The Russia-China gas deal is a nightmare for the Ukraine and European Union, because now Russia does not need the European market to sell its gas to avoid a budget deficit, eturbonews.com reports.
Russia and China are going to sign a 30-year gas contract on May 20 during the visit of Russian President Vladimir Putin to Shanghai. The largest natural gas producer from Russia - Gazprom - will provide 38 billion cubic meters of natural gas a year for China from 2018. China National Petroleum Corporation (CNPC) is responsible to distribute gas within China. The price per 1,000 cubic meters was decided by both countries on Sunday when Gazprom chief Aleksey Miller and CNPC chief Zhou Jiping held a meeting in Beijing to discuss final details, including price formulas.
After this deal, Russia will not need the European market to sell gas and will not care about any possible Western sanctions over the Ukraine.
The deal has been on the table for over 10 years, as Moscow and Beijing have been negotiating over the price, the gas pipeline route, and possible Chinese stakes in Russian projects. The gas price is expected to be agreed at between $350-$400 per thousand cubic meters.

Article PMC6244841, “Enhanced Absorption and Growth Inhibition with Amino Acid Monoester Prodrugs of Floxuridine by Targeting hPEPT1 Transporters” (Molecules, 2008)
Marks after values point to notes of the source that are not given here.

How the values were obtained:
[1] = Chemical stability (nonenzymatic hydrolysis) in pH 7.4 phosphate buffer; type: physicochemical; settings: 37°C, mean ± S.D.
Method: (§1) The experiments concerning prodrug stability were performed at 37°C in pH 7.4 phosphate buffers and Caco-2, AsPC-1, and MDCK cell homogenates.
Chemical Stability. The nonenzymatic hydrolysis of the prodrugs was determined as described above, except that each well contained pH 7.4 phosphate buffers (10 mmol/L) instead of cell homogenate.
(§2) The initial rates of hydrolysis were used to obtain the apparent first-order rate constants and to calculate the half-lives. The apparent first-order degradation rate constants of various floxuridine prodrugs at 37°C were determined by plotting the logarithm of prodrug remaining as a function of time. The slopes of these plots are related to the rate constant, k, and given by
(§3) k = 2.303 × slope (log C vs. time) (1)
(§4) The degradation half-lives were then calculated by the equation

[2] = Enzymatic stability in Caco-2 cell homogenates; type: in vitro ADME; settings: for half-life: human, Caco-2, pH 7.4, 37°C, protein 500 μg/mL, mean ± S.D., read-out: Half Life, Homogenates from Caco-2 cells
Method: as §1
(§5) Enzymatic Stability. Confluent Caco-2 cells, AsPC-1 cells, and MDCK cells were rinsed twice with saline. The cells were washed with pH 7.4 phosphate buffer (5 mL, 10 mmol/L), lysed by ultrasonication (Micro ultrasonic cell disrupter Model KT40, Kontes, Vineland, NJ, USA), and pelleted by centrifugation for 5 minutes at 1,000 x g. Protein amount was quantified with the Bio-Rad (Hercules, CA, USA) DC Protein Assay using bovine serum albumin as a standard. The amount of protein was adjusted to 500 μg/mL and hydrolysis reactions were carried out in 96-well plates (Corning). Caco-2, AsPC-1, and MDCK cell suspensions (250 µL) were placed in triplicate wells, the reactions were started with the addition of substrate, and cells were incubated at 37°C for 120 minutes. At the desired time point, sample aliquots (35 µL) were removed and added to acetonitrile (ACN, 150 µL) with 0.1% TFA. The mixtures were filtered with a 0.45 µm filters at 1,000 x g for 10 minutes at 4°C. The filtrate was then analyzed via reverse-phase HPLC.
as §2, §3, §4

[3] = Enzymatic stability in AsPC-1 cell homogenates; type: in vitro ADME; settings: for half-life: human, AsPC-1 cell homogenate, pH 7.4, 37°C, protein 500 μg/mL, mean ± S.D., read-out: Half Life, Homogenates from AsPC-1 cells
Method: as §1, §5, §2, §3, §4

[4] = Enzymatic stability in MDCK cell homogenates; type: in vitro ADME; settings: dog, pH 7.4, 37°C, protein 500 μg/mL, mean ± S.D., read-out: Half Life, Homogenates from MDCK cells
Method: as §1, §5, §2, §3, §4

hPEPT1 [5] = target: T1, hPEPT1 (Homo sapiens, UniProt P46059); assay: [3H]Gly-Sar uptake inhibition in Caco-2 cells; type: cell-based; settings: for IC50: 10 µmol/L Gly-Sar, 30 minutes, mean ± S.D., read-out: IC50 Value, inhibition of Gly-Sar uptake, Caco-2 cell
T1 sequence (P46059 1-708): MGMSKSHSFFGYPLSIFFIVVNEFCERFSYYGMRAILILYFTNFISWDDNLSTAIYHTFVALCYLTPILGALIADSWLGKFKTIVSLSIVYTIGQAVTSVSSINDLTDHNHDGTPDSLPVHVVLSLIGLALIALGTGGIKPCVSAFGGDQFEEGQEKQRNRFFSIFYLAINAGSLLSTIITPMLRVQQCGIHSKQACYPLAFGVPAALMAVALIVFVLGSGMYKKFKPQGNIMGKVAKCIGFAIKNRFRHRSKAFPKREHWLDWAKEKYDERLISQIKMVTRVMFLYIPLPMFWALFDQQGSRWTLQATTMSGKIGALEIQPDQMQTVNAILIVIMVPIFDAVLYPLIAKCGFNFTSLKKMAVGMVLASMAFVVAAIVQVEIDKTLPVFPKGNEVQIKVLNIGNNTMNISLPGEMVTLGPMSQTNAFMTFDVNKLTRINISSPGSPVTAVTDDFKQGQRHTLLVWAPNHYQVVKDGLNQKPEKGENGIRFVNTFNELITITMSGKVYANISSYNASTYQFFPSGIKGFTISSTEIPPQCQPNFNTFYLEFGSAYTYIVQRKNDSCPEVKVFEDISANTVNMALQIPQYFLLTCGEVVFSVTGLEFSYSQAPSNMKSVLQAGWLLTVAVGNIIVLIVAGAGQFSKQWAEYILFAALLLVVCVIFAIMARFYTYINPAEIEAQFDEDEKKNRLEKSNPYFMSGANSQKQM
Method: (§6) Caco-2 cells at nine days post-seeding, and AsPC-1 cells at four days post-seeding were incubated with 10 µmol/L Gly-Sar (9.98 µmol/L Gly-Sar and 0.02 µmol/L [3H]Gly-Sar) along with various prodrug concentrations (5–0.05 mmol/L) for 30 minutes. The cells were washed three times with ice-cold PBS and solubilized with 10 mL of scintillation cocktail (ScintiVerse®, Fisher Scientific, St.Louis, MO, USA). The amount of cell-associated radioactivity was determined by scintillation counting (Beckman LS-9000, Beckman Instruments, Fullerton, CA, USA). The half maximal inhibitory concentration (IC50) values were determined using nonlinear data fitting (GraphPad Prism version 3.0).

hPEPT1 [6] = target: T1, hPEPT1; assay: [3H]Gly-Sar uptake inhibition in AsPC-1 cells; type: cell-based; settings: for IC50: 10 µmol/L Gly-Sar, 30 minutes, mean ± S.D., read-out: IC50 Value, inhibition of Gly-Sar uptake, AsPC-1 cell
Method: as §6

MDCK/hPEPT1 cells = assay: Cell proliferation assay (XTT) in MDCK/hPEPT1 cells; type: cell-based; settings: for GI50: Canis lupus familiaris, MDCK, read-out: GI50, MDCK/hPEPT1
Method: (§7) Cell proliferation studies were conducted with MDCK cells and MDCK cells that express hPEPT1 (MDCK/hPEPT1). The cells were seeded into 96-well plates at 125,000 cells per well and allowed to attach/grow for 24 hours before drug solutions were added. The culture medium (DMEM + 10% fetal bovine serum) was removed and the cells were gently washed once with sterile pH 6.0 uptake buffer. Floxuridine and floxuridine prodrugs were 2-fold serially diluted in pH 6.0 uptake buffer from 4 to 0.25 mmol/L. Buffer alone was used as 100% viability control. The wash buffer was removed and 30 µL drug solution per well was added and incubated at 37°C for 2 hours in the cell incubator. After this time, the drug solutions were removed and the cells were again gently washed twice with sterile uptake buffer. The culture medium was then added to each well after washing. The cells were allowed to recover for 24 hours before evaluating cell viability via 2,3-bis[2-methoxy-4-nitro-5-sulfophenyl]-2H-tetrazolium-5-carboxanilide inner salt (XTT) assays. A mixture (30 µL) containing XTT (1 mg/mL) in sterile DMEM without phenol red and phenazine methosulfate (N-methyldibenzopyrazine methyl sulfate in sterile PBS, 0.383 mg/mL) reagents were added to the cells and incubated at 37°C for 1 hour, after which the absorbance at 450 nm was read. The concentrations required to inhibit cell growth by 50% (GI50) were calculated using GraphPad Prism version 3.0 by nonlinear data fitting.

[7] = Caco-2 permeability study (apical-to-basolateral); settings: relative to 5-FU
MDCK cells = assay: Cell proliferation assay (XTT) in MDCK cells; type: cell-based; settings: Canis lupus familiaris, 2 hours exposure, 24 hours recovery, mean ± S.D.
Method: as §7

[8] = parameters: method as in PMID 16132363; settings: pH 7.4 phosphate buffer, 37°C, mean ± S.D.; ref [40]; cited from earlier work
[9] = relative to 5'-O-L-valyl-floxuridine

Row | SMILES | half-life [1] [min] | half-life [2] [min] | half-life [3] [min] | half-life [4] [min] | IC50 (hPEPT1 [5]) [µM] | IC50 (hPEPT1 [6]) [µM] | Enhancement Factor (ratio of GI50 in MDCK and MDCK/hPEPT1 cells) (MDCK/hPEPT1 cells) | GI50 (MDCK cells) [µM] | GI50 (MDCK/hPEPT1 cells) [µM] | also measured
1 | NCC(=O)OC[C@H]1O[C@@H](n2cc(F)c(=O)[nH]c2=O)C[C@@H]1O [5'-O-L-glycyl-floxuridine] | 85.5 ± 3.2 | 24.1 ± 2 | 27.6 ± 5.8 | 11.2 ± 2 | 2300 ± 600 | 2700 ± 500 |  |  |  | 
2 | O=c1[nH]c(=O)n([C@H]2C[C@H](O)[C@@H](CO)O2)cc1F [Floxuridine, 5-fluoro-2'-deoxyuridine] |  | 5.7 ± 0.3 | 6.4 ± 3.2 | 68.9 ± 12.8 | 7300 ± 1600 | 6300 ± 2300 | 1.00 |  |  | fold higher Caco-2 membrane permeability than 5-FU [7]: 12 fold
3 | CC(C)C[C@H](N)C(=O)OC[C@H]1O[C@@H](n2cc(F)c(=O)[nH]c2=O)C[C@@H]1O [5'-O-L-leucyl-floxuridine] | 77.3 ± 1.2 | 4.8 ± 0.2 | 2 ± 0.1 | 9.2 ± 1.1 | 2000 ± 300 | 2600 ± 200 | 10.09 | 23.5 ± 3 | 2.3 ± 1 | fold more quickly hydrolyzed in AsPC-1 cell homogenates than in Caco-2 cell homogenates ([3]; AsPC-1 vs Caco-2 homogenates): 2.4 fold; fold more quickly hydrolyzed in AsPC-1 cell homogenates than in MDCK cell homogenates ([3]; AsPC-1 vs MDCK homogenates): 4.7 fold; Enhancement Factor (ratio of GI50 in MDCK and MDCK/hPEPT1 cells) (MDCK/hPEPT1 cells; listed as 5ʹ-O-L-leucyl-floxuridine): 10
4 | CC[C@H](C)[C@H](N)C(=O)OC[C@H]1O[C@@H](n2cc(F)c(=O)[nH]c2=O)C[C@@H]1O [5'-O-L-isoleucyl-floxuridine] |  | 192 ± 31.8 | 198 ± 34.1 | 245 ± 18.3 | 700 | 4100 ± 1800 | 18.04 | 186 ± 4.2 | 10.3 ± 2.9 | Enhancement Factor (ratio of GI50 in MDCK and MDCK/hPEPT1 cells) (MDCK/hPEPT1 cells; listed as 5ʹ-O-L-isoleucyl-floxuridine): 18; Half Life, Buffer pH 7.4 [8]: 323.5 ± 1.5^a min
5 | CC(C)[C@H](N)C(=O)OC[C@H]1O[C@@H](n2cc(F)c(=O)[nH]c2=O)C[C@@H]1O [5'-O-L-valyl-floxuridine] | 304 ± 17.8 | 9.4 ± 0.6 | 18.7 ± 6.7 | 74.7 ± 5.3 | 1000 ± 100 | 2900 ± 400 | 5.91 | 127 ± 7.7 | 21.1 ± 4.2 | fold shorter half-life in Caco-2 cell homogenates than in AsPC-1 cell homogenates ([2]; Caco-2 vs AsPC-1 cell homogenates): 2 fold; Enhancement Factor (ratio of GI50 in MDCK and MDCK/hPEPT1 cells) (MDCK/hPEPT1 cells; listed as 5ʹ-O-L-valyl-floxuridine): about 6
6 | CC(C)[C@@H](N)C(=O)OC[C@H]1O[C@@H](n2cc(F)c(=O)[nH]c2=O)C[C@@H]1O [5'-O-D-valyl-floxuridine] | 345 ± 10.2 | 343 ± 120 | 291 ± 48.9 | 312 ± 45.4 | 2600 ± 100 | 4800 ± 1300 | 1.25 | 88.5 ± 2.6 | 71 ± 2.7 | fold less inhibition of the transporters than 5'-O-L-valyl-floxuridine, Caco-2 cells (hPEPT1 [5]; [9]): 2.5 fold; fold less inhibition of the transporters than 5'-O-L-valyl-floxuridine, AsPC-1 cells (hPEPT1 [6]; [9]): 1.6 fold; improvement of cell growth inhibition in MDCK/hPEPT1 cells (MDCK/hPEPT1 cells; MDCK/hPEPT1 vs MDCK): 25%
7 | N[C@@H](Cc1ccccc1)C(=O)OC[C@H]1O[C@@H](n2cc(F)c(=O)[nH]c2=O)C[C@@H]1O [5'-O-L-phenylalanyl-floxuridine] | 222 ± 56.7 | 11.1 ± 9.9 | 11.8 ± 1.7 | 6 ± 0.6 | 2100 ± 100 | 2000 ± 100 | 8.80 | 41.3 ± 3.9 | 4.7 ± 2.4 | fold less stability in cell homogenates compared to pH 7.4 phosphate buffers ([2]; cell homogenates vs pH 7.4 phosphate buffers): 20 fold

Experts believe that this is best price for Russia at the moment, because it needs a long-term contract for selling gas outside Europe, because the European Union (EU) can clamp sanctions against Russia anytime over the Russia-Ukraine standoff.
Currently there is one complete gas pipeline that runs throughout Russia to the Chinese border – the “Siberian Power” - which Gazprom broke ground on in 2007, 3 years after Gazprom and CNPC signed a strategic cooperation agreement in 2004. The pipeline stretches across Russia’s Far East (Dalini Vostok) and after extension to China, it will deliver gas near Beijing.
Gas could be delivered via Vladivostok, Russia’s eastern port city on the Sea of Japan, or through the city of Blagoveshchensk, a landlocked city in the Amur region.
However, to finish the project for 2018 delivery, Gazprom and CNPC need to come to an agreement on how to finish the proposed portion of the pipeline into China, which could cost between $22-$30 billion, according to various estimates. Russia wants China to either pay or issue a loan for the project, which has been a delaying factor in talks.
In 2009, Beijing and Moscow signed a deal that Gazprom would supply China with 30 billion cubic meters of gas a year by 2015, but via the Altai pipeline, which would deliver gas to China’s Western Xinjiang province. Russia stopped work on this project in 2013 and prioritized the “Power of Siberia” line. If and when both pipelines are activated, Russia could be pumping 68 billion cubic meters of gas annually to China without suspension in delivery for 30 years.